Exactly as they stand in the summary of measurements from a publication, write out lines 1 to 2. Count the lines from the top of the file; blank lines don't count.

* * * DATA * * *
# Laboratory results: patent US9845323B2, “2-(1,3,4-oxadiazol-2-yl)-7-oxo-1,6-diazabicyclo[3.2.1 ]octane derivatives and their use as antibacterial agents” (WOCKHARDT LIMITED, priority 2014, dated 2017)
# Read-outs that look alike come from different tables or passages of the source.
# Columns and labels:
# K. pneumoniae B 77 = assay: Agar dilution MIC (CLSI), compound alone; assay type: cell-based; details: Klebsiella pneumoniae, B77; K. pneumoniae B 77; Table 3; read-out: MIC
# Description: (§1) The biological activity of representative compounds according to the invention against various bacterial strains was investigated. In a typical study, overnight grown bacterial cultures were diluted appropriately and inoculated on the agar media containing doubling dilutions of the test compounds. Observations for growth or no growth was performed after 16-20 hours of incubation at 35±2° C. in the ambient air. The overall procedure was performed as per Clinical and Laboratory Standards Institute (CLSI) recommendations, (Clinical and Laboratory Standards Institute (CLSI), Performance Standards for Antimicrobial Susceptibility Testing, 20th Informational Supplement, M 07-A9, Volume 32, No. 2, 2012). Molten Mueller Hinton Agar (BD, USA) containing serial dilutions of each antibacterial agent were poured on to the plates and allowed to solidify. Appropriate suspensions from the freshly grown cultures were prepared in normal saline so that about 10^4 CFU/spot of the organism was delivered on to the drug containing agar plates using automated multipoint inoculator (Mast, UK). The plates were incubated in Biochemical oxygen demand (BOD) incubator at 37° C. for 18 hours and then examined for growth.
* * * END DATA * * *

# Laboratory results: patent US9845323B2, “2-(1,3,4-oxadiazol-2-yl)-7-oxo-1,6-diazabicyclo[3.2.1 ]octane derivatives and their use as antibacterial agents” (WOCKHARDT LIMITED, priority 2014, dated 2017)
# Read-outs that look alike come from different tables or passages of the source.